Poor Web Design

Drew Rattray : Design vs. Functionality
Drew Rattray
| News and views on design vs. functionality balance across the communications and technology space.

Poor Web Design

What is poor web design?  How can you tell it's not good?  Why does it matter?  How do I fix it?  These are a few of the questions I'm asked on a weekly basis by clients and sponsors.  Here's my take on things.

Well for one, if it's poor design, it's not design at all.  An actual "design" has a plan and a goal behind it, and if those are not represented in the final product... you failed and didn't really design anything.  You manufactured a waste of everyone's time and money.   Well, that's not entirely true.  There's plenty of poorly designed websites that work out there, but they definitely do not work to their potential and in the end drive users somewhere else.  I really debated citing a few examples of what I mean, but it's probably best that I don't.   I don't want to hurt the feeling of any past or potential future clients.

The internet is the best media source at our disposal for marketing right now and it's all because the internet has given consumers the ability to find whatever they want, whenever they want, from whomever they want.   In turn, it also gives advertisers the ability to push their products to a more targeted audience. The other sources of media that aren't able to follow suit are suffering.  Print - dying.  Direct mailers - dead.  Radio - a joke.  Even television has changed.  Television production companies have to compete with streaming Online Videos, Tivo's, DVRs, and the shortening attention span of consumers who can find what they want at the touch of a button.  Commercials are increasingly directed at advertising more television shows, and less products.  The product advertising is more focused inside the shows as product placement.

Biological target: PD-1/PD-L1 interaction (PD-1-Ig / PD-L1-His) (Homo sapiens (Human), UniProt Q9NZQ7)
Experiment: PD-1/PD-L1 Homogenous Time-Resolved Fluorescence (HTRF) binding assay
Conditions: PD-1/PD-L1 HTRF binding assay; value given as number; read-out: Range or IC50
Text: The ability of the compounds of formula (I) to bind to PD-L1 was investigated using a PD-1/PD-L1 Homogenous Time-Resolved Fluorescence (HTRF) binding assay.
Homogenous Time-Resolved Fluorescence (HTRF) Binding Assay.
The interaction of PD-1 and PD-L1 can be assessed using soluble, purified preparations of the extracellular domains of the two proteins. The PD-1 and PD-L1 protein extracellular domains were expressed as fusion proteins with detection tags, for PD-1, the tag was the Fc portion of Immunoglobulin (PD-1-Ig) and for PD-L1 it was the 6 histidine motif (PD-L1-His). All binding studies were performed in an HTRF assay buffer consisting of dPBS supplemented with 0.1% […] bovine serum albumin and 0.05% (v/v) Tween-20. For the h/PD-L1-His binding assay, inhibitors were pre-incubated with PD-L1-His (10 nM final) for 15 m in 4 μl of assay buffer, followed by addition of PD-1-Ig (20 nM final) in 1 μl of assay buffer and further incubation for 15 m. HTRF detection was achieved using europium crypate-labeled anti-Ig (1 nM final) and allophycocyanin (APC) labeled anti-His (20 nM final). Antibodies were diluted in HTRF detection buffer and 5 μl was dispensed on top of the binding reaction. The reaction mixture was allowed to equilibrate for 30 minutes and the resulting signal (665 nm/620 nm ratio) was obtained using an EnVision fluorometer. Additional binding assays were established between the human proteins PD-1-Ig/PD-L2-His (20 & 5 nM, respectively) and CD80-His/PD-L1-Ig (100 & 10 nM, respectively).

I'm off subject, sorry.

There's 4 essentials to keeping your site from being a failure.

1) Brand Yourself
Everyone has a brand.  Your colors may be offensive, your logo may be terrible, but you can still make it all work without redesigning them.  Even if you only have 1 color, there is a series of other colors and hues that complement it.  Pick 2 - 4 colors, and make those your branding colors.  These are what you use whenever you are creating something that applies directly to your brand.  Unless your logo incorporates a rainbow, don't waiver.  It's not necessarily always a bad thing, but if you use every color, it becomes very hard to use it as a branding tool.

Even if your logo isn't present, you can use the colors to remind them. Like...  "Black and Yellow".  What came to mind?  I'm a dork, so I thought Batman, but for arguments sake and due to the industry I work in, let's say you thought Sprint.  But that's what you want, instant recognition.

Regarding the logo, don't be afraid to use it or parts of it everywhere.  If the logo is simple and clean, stamp everything with it.  If it's complex and nasty looking, use a piece of it.  Even if it's just a word, pull a defining letter or character out of it, and use that as a shape or accent around the site.  Fade it back.  Use an outline.  Make it a bullet.  There's a million ways to do it.  But never give up on your logo.  Even if you don't like it, use it and find ways to make it work.